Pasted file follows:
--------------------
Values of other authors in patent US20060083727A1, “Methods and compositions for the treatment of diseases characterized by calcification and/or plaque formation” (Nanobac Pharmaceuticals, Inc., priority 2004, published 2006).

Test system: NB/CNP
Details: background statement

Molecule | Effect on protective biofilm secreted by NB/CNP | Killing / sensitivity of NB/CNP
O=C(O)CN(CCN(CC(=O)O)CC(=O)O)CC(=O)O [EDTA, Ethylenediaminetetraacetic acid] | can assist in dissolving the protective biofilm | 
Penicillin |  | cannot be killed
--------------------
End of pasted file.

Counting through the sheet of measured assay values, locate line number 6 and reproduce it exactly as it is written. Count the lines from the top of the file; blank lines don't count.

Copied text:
Penicillin |  | cannot be killed